Home is where the art is

l remember a geography textbook in secondary school titled ‘A sense of place’. I cannot recall all of the content that it covered, but it included subjects such as settlements, conurbations and transport infrastructure, and the such like. Some of these topics have influenced my choice of painting subject and much of my artistic philosophy is rooted in a feeling of place.

Read More

Figuring out life painting

A memorable creative period for me was between 1997 and 2000 when I attended weekly life study classes in Rosebery Avenue, Crouch End in north London. Attending life classes was a welcome challenge - and an artistic diversion from my landscape painting - and it offered me the opportunity to develop my skill in capturing the human form whilst consolidating my established approach to painting.

Read More

Sizing up to art

Is it important for me to create consistent sizes for my art? My recent exhibitions with ArtCan and The Other Art Fair gave me important insight into scaling up (or down) the dimensions of my artwork.

Read More

At The Other Art Fair

Taking part in an art event is always exciting, daunting and usually involves a lot of organising, hard work and tiredness but also joy, growth and recognition. One such event, The Other Art Fair Bristol, 26-29 July, gave me the opportunity to exhibit in a high-profile show alongside seasoned peers.

Read More

Five artist heroes

Speak to any artist and they will have their creative heroes who they will always name as being a major influence on their art practice. For today's blog I have selected five painters who have inspired me at different stages of my own artistic development. 

Read More

Blue sky painting in Barking

Over the years much of my art has depicted night-time scenes: inky dark skies punctuated with dull clouds and vibrant electric lighting set in monochromatic compositions. This year, however, I decided to embark on a project of bright daytime scenes, many painted on a larger scale than my usual plein air work. I chose to depict Barking in East London, with open spaces in the process of regeneration.

Read More

Painting in the style of John Christopher's ruined earth

Inspiration for painting often comes in different forms. One such inspiration is a science fiction novel by British author John Christopher titled “The White Mountains”, part one of a trilogy of books published in the late 1960s. The ruined earth vision it depicts is compelling and often informs my choice of painting subjects such as abandoned railways and other derelict places.

Read More

Portraiture: Facing a different challenge

Landscape painting has been my primary mode of creating pictures but, like any other artist, I have tried my hand at portraiture over the years. Developing a painterly style that is fresh and consistent in feel is a challenge as I believe that it is more important to capture a sense of the sitter’s personality, attitude and surroundings rather than simply copy a ‘photographic’ likeness.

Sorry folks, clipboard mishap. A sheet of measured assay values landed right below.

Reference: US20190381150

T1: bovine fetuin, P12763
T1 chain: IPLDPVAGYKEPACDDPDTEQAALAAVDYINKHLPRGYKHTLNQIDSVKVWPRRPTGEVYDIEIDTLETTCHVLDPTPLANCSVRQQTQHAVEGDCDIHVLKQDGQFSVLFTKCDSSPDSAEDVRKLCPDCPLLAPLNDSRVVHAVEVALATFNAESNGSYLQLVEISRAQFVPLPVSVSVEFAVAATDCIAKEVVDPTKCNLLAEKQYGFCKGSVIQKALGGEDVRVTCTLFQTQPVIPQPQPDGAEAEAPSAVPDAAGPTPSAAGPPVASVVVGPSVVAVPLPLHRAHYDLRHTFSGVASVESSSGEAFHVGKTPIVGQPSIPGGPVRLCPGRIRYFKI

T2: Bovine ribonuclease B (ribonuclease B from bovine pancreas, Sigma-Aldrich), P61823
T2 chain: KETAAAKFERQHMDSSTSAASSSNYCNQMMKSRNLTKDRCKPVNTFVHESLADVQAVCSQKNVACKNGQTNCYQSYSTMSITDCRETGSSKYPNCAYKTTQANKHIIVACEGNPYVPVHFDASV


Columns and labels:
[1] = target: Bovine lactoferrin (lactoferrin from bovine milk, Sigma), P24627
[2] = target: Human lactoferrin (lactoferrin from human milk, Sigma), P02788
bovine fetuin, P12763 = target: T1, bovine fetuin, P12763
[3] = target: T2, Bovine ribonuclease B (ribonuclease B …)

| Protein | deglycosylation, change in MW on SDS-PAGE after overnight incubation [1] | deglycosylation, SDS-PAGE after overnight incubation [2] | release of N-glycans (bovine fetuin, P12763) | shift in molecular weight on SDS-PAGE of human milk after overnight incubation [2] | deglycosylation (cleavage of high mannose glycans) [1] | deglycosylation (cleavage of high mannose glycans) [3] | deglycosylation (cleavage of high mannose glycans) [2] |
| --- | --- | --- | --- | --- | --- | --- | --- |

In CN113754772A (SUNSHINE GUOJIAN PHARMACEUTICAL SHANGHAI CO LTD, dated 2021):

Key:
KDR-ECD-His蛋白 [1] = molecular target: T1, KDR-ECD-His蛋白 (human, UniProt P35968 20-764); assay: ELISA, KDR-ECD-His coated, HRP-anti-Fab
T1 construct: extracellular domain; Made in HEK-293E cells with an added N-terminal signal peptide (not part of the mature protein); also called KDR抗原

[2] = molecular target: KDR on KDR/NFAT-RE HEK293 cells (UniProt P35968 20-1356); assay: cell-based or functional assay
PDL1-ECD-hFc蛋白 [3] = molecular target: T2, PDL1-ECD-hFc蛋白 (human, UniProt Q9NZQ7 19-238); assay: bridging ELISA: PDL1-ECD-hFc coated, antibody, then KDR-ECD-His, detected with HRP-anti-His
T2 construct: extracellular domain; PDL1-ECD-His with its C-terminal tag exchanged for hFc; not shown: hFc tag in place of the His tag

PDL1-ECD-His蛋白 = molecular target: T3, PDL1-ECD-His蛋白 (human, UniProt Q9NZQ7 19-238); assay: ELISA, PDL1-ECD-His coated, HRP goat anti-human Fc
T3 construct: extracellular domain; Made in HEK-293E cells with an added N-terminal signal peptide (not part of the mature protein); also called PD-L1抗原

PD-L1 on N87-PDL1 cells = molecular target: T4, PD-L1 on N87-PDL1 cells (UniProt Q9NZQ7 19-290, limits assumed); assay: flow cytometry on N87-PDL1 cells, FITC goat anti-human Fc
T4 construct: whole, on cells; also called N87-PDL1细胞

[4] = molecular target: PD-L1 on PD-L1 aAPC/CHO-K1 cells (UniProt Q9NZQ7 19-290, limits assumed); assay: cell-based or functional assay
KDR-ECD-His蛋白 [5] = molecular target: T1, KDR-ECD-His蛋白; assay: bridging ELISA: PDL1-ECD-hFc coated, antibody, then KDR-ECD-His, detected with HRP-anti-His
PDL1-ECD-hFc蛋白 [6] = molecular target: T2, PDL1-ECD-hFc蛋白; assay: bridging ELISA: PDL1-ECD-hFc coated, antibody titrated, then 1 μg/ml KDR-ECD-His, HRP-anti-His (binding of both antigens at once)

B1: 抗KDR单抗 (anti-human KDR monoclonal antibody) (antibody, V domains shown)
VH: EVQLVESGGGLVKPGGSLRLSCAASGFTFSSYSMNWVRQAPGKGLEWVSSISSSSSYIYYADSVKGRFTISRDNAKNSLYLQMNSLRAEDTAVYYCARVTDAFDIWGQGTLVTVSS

Read More

Painting day and night

Painting isn't like a 9-to-5 job. Take a quick look at my gallery pages and you can see that there are several ‘out-of-hours’ pictures, made after dark, placed alongside daytime renditions of the same landscapes. 

Read More

In the mix with fluorescent colours

Fluorescent colours are ubiquitous in our contemporary world, from day-glo signage and hi-viz work uniforms to street art and fine art installations. The super brilliance they produce is both eye catching and garish, and is a visual symbol of the modern era. I have always held a mildly scientific and aesthetic curiosity for such colours but it was only a few years ago that, as an artist, I sought a way of adding this vivid chromatic range to my plein-air painting palette.

Read More

London's second river

If you watch the opening and closing credit sequences of the BBC soap opera ‘EastEnders’ you might notice a small, tightly meandering river that flows into the River Thames. This tributary is the River Lea and, unlike the Thames (with its grand architectural backdrops and visual splendour), it flows through relatively unassuming and unfashionable landscapes in north east London including old industrial sites, urban edge-lands, residential estates and green spaces populated with electrical transmission towers which, for me makes for perfect backlands landscape painting.

Read More

Busy painting busy roads

A roads, dual carriageways and motorways are ubiquitous across our landscape... a necessity for getting from area to area. They are places between places, a no-mans land where countless journeys are made each day. At first glance they appear functional in fashion and devoid of charm. It is the combination of these things - the basic human need to get from A to B and the artificial physicality of the highway itself - that I find captivating as a subject for painting. 

Read More

Four seasons in one view

Commissions often provide an opportunity for me to create something different, such as an unusual theme, location or viewpoint. One project, in particular, presented me a challenge of producing four paintings, overlooking a large pond in Kew Green, south east London, with each piece depicting the same view but during a different season.

Read More

When night-time was amber

Many of my paintings over the years have been inspired by the golden aura of low-pressure sodium street lamps. Artificial lighting such as this has always held a fascination for me and it illuminates the darkness in unusual ways.

Read More

Creating a scene: St Paul's in the wind and rain

Plein air painting can be an adventure, especially when weather conditions add challenges and excitement. There is, however, the odd occasion when the elements decide to take over, like the night I painted St Paul’s Cathedral in the wind and rain.

Read More